Singapore Airshow 2020: Singapore rolls out the robots
Several types of UGV made their appearance on the stand of ST Engineering at Singapore Airshow 2020, ranging from the well-known THeMIS to a small follow-me robot.
The company is cooperating with Milrem Robotics of Estonia to integrate a 40mm automatic grenade launcher and 12.7mm machine gun on the THeMIS. This weapon combination is known as the ST Engineering Adder DM 40/50.
The resultant tracked vehicle is designated the Dual-Mount Large-Scale UGV, and an official said it is designed for use at company level. Live firing was completed in Estonia in 2019, and the nearly 350kg stabilised Adder system — containing 32 40mm grenades and 100 12.7mm rounds — is capable of target tracking.
Moving down in size, ST Engineering displayed its Adder Micro UGV, which is designed for squad use. This smaller tracked platform’s Adder Micro RWS touts twin 5.56mm Ultimax 100 light machine guns. They can be fired singly or simultaneously, and the mounting offers a -20° to +60° elevation range.
The Micro Adder UGV has a tele-operable range of 500m, and its size makes it better suited for use in confined or urban areas. It was developed solely by ST Engineering, and can be controlled by a single operator using a 10in (25cm) touchscreen.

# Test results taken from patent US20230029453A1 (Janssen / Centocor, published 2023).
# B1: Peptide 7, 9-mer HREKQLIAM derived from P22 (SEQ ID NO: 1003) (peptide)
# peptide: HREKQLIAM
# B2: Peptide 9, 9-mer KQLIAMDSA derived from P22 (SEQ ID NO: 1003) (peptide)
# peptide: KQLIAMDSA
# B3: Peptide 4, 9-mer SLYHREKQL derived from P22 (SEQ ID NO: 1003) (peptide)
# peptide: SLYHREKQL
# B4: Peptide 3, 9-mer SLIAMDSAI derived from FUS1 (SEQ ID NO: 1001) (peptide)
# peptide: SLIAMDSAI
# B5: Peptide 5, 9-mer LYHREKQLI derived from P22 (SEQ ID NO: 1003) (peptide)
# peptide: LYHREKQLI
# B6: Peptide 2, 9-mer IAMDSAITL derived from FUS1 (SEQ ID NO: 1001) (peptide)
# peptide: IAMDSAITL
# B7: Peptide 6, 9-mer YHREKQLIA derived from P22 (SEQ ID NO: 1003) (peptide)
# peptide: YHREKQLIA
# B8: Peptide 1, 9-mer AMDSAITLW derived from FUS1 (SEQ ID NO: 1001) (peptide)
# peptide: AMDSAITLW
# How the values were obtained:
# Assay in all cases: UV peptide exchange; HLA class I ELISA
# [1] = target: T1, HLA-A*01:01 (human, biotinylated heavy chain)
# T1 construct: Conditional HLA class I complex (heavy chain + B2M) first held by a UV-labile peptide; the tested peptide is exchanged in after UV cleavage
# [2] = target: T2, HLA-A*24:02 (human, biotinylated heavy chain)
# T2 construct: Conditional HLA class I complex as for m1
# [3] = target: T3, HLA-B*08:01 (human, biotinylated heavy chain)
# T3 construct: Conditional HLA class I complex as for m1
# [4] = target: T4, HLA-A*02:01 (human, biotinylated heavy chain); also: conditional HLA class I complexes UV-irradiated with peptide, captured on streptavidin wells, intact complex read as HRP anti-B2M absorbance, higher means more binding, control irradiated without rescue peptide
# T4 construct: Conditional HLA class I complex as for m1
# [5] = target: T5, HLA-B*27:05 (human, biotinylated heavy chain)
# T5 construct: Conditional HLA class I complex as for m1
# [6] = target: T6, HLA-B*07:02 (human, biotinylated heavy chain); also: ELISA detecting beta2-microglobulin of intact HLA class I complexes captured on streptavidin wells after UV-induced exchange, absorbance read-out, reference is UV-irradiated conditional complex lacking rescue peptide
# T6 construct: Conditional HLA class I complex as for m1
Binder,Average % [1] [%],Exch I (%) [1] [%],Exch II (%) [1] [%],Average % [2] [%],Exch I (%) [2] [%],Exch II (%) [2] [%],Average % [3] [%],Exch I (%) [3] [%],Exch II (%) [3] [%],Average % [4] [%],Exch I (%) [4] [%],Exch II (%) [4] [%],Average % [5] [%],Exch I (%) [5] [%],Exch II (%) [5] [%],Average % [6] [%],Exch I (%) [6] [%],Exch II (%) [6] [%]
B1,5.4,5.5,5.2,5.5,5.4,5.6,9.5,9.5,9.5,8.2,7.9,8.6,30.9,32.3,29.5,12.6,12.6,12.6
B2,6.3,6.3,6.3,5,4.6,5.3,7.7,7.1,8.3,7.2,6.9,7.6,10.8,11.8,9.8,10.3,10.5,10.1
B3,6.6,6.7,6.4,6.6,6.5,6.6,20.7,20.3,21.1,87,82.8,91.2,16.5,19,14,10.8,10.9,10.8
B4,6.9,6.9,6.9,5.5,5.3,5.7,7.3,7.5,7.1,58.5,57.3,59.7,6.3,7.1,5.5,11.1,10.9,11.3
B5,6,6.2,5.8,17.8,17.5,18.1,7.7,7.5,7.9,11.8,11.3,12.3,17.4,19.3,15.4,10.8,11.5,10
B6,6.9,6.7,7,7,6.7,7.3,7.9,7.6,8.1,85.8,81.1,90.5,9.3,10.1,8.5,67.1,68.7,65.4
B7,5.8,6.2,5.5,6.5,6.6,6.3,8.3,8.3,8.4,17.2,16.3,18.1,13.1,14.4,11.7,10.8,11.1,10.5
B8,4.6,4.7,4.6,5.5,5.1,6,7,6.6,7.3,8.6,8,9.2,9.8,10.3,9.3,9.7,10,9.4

As part of its Advanced Robotics Engagement System research, ST also showed a manned-unmanned teaming concept for an even smaller UGV: a wheeled robot called SSD-G8D that is designed to follow soldiers.
The SSD-G8D can carry portions of a soldier’s combat load when he is on the move, and provides a platform with wireless charging for a micro-UAV to ensure situation awareness.
On the battlefield, the soldier can send this small rotary-wing UAV ahead to scout the terrain. It is controlled by a special grip with a joystick and buttons on the operator’s rifle, while imagery collected by the aircraft is transmitted to the soldier’s goggles.
ST Engineering described this as a ‘heads up, eyes out and hands on trigger’ system.
The company is also working on a tactical cloud controller that allows UAVs to perform functions such as facial recognition. Using a tactical edge computer engine, it could alternatively connect a wearable camera, ground sensor or vehicle to the cloud.
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